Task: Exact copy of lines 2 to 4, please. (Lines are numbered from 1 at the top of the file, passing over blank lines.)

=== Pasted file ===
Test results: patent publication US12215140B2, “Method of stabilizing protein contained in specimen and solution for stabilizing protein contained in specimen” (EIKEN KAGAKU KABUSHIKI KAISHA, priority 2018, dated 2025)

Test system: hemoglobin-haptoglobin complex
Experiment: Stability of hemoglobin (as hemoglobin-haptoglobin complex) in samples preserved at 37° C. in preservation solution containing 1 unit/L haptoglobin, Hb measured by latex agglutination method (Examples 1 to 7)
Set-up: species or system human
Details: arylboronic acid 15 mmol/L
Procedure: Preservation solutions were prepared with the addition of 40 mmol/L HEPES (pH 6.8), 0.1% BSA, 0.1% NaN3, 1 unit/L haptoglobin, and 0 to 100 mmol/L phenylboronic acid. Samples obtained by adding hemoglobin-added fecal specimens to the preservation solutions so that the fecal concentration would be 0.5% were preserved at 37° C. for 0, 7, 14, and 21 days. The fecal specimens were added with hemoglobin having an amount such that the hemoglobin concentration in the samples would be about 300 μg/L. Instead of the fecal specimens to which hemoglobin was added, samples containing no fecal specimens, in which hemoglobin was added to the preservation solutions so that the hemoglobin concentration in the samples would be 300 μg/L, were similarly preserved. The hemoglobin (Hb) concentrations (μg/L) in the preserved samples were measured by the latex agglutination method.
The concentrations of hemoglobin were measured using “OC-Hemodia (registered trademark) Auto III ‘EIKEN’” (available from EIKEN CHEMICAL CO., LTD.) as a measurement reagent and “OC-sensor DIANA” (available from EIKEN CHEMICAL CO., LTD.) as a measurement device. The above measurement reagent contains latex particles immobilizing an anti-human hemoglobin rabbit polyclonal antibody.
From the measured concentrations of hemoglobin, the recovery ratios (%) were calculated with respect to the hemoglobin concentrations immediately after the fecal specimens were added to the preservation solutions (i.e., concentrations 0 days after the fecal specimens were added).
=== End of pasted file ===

Test system: hemoglobin-haptoglobin complex
Experiment: Stability of hemoglobin (as hemoglobin-haptoglobin complex) in samples preserved at 37° C. in preservation solution containing 1 unit/L haptoglobin, Hb measured by latex agglutination method (Examples 1 to 7)
Set-up: species or system human